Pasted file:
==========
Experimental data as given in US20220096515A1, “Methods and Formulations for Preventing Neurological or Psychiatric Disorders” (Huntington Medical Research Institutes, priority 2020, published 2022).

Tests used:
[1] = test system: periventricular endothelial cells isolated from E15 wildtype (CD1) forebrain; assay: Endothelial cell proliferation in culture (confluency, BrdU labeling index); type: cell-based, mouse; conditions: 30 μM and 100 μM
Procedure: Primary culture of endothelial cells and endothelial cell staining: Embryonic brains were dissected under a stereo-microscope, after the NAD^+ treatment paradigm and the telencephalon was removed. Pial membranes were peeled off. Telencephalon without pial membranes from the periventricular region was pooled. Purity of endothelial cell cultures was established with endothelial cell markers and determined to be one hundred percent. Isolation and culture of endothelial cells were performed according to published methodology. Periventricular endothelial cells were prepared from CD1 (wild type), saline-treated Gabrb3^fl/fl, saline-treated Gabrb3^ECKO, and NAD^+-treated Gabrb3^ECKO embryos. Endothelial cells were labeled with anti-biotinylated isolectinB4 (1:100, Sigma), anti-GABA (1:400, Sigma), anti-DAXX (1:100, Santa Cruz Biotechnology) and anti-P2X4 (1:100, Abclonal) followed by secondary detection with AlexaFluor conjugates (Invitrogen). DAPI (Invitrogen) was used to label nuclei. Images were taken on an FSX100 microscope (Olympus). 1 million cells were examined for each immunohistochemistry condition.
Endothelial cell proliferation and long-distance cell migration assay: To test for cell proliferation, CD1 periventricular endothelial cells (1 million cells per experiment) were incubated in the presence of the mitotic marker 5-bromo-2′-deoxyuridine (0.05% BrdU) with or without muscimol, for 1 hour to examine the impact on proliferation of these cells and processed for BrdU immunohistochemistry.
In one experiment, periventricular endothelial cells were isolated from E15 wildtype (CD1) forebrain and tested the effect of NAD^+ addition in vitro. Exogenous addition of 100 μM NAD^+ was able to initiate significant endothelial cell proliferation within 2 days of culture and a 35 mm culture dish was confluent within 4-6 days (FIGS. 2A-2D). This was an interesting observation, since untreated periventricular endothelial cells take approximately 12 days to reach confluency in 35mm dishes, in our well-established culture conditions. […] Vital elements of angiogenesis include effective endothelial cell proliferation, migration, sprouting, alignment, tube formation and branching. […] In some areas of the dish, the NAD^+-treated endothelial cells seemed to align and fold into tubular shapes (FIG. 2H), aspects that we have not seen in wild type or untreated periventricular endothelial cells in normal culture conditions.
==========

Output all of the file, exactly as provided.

Experimental data as given in US20220096515A1, “Methods and Formulations for Preventing Neurological or Psychiatric Disorders” (Huntington Medical Research Institutes, priority 2020, published 2022).

Tests used:
[1] = test system: periventricular endothelial cells isolated from E15 wildtype (CD1) forebrain; assay: Endothelial cell proliferation in culture (confluency, BrdU labeling index); type: cell-based, mouse; conditions: 30 μM and 100 μM
Procedure: Primary culture of endothelial cells and endothelial cell staining: Embryonic brains were dissected under a stereo-microscope, after the NAD^+ treatment paradigm and the telencephalon was removed. Pial membranes were peeled off. Telencephalon without pial membranes from the periventricular region was pooled. Purity of endothelial cell cultures was established with endothelial cell markers and determined to be one hundred percent. Isolation and culture of endothelial cells were performed according to published methodology. Periventricular endothelial cells were prepared from CD1 (wild type), saline-treated Gabrb3^fl/fl, saline-treated Gabrb3^ECKO, and NAD^+-treated Gabrb3^ECKO embryos. Endothelial cells were labeled with anti-biotinylated isolectinB4 (1:100, Sigma), anti-GABA (1:400, Sigma), anti-DAXX (1:100, Santa Cruz Biotechnology) and anti-P2X4 (1:100, Abclonal) followed by secondary detection with AlexaFluor conjugates (Invitrogen). DAPI (Invitrogen) was used to label nuclei. Images were taken on an FSX100 microscope (Olympus). 1 million cells were examined for each immunohistochemistry condition.
Endothelial cell proliferation and long-distance cell migration assay: To test for cell proliferation, CD1 periventricular endothelial cells (1 million cells per experiment) were incubated in the presence of the mitotic marker 5-bromo-2′-deoxyuridine (0.05% BrdU) with or without muscimol, for 1 hour to examine the impact on proliferation of these cells and processed for BrdU immunohistochemistry.
In one experiment, periventricular endothelial cells were isolated from E15 wildtype (CD1) forebrain and tested the effect of NAD^+ addition in vitro. Exogenous addition of 100 μM NAD^+ was able to initiate significant endothelial cell proliferation within 2 days of culture and a 35 mm culture dish was confluent within 4-6 days (FIGS. 2A-2D). This was an interesting observation, since untreated periventricular endothelial cells take approximately 12 days to reach confluency in 35mm dishes, in our well-established culture conditions. […] Vital elements of angiogenesis include effective endothelial cell proliferation, migration, sprouting, alignment, tube formation and branching. […] In some areas of the dish, the NAD^+-treated endothelial cells seemed to align and fold into tubular shapes (FIG. 2H), aspects that we have not seen in wild type or untreated periventricular endothelial cells in normal culture conditions.